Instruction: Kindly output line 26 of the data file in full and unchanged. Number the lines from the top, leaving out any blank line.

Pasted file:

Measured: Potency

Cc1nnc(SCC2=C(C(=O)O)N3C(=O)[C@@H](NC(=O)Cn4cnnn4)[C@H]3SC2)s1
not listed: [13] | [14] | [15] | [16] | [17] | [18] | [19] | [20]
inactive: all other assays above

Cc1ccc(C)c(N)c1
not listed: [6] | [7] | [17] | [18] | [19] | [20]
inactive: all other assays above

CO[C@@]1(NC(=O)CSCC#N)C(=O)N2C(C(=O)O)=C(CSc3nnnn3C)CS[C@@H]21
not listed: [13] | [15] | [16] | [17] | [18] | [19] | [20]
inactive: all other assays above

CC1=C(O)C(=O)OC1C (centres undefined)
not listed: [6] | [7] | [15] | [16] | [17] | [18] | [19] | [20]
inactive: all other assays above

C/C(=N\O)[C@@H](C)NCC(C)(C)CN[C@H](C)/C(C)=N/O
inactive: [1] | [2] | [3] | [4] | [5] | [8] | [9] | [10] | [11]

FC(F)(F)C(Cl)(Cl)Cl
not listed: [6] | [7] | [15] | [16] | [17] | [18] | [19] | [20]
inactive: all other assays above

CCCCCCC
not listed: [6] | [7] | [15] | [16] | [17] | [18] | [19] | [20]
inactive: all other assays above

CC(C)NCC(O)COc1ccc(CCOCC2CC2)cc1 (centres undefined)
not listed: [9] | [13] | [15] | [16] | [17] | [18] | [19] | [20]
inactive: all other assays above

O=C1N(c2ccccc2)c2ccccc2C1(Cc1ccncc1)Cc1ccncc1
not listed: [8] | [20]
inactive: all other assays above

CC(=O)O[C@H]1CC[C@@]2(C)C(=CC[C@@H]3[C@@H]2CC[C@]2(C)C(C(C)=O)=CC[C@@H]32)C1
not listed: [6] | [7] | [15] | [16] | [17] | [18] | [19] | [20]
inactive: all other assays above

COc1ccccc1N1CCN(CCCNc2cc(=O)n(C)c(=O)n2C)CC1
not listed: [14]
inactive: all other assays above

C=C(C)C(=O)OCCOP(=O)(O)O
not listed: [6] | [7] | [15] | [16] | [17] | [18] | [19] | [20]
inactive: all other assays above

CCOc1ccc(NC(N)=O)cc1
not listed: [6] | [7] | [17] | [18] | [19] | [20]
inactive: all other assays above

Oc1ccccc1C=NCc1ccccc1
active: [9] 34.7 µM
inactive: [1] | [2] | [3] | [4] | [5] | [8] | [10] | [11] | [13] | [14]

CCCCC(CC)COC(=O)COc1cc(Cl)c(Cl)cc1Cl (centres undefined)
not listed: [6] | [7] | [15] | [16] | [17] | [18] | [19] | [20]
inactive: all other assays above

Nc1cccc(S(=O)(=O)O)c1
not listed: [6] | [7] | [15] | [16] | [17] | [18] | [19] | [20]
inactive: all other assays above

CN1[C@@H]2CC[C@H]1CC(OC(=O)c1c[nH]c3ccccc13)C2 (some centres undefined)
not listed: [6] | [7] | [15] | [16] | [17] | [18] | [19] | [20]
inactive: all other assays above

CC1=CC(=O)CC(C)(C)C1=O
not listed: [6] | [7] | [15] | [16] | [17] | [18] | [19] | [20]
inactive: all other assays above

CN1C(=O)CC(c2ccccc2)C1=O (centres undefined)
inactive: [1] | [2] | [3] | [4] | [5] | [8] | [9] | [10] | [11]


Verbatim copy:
not listed: [8] | [20]